HEN STOCK // elspeth

We pruned the fruit trees today. Big lops off all the upper branches, then thinning out in the middle, then a rather aggressive full body haircut all around. I'm not sure how it will pan out—whether this year there will be more fruit or none—but I'm at peace with whatever happens. "PRUNE FRUIT TREES" has been on my list of things to do for almost a year, and it's finally done.

That's how I've been feeling about things in general recently—let's get them done! And never have to do them again! Specifically, it's how I've been feeling about going to the dump.

I mentioned here a few weeks ago that I've been reading Bea Johnson's blog, Zero Waste Home. (Synopsis: she and her family produce a mere quart of trash a year. She talks about the nitty gritty details, like wrapping-free holidays and wooden toothbrushes.) Soon after I delved into the archives I read the book, and it's reminded me of why I got interested in local food in the first place. I don't want to be part of the problem I spent my entire education learning about. I want to be part of the solution.

Today, inspired by Bea, I did my first intentional zero waste grocery shop—brought bags and jars I already owned, marked the tares and prices of bulk items on them with a washable marker, and emptied all the food into the crisper or more jars when we got home. I was happily surprised with the unpackaged selection: I even found bulk organic jelly beans at our little local natural foods store. 

The feeling I got from bringing home no plastic bags or containers or things that needed to be dealt with once we finish the food was the same as the feeling I get from washing and rewashing the diapers we used for Sally and now Nora. It was a feeling of immense satisfaction, of closing a loop. I realize that to some people that may sound incredibly odd, but there it is. I am the rare breed of person who finds happiness in baby poop.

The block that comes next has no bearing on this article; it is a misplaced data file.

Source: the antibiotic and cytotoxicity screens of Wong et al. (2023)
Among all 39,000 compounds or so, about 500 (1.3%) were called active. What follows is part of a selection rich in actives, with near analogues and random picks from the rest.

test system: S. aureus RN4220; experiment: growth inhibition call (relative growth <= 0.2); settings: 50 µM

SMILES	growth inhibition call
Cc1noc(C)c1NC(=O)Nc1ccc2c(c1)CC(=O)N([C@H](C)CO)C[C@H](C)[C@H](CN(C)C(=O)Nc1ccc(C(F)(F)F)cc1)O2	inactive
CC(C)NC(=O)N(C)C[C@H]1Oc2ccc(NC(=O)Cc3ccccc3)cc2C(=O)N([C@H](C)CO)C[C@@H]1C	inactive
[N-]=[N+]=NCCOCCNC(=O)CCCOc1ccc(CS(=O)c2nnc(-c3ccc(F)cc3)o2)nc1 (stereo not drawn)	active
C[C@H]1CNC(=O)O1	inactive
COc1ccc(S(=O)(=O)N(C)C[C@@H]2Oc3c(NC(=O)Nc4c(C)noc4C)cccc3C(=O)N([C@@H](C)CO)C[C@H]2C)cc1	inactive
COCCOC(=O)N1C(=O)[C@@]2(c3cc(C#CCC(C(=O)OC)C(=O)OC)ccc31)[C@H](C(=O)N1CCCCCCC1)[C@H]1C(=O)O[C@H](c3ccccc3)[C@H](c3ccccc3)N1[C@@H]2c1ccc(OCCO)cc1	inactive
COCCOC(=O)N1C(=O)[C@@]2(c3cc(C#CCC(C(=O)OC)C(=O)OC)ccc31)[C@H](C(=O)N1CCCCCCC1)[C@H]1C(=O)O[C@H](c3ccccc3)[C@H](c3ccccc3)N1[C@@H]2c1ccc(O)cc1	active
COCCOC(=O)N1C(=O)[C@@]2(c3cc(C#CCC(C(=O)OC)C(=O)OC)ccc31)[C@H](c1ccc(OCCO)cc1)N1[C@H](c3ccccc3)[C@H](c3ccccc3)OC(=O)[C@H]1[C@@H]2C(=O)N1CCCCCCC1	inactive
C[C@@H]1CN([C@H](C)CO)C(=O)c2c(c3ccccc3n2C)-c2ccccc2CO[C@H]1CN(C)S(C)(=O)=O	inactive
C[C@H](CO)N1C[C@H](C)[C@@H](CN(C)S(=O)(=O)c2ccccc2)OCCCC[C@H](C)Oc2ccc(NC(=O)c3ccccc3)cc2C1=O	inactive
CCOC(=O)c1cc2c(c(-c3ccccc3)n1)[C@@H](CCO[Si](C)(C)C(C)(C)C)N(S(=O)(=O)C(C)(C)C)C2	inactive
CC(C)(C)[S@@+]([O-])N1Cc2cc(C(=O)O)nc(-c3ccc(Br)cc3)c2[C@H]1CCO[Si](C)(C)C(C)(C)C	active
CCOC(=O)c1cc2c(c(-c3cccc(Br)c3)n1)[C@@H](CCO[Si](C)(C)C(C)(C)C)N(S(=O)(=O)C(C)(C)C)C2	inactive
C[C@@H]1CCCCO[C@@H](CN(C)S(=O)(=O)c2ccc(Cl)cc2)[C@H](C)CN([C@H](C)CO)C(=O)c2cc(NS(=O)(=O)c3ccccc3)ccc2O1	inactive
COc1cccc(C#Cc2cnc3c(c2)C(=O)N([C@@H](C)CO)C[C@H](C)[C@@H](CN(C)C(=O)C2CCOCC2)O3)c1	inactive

Also, and a little more normally, I find it in chicken soup. When Victoria sent out an email about buying some of her old laying hens the other day, I ordered four. She dropped them straight from the slaughterhouse to my fridge, and yesterday morning I pulled out the big stock pot and loaded in the birds along with four of Marie's onions, thyme from the recently unearthed plant out front, and carrots that overwintered under the snow in the big garden behind the shed. 

I was counting on the meat being too tough to eat, but even after the birds had simmered for hours, it was good enough for enchiladas or stew. And so in the freezer we have eighteen quart jars of rich, yellow chicken stock and five pints of meat pulled and cut, ready for soup.

Nora just started eating, and so far it's nothing like Sally's rushing, joyful fist after fist. Our second sensitive little soul has now tried and cried over red peppers, avocado, sweet potatoes, roasted chicken, crab cakes, eggs, chicken liver mousse, thawed peaches, whole milk yogurt, a lone French fry, apple slices, and a tiny drop of homemade hot cocoa. I can't tell if it's the process or the flavors that overwhelm her, but she starts out happily grabbing for it, then tasting, bewildered, and finally frustrated, in tears. I keep thinking maybe she's not ready, and that we should stop, but when we don't give her anything off our plates to taste she's equally dismayed.

Perhaps the answer lies in chicken soup.


I am by no means an expert on this topic, but here's what information I've gathered about using old hens to make chicken stock. First, they're fatty. We were going to skim our stock but ultimately couldn't get it to congeal quite enough, so we left the fat in. Victoria says it's good for cooking, just like lard, so if you do manage to get it off the top in solid form, set it aside for your morning eggs and toast. Second, don't discount the meat—based on some recipes I'd read, I figured the meat would be inedible after making stock out of it—flavorless and tough—and while the former was somewhat true, the latter was not. The meat wasn't bursting with flavor, but it certainly didn't taste bad, and chopped up and used for chicken salad or pulled chicken for enchiladas or chicken soup or really anything with some seasoning, it'll do just fine. For our stock we put:

three whole chickens
12 carrots
four halved onions
a handful of thyme sprigs
5 celery stalks
and a handful of peppercorns

into our big lobster pot (16 quart, I believe?) and filled it with cold water almost to the brim. I brought the stock just to a boil, then turned the heat all the way down and let it simmer for the better part of the day—after breakfast-ish until we stopped for a mid-afternoon snack. Then I strained it, let it cool, attempted to let it congeal, gave up, and filled 18 quart mason jars about 2/3 full with beautiful liquid gold. Tomorrow we're going to use the fourth hen to make jerk.


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All text, photographs, and other original material copyright 2008-2010 by Elspeth Hay unless otherwise noted.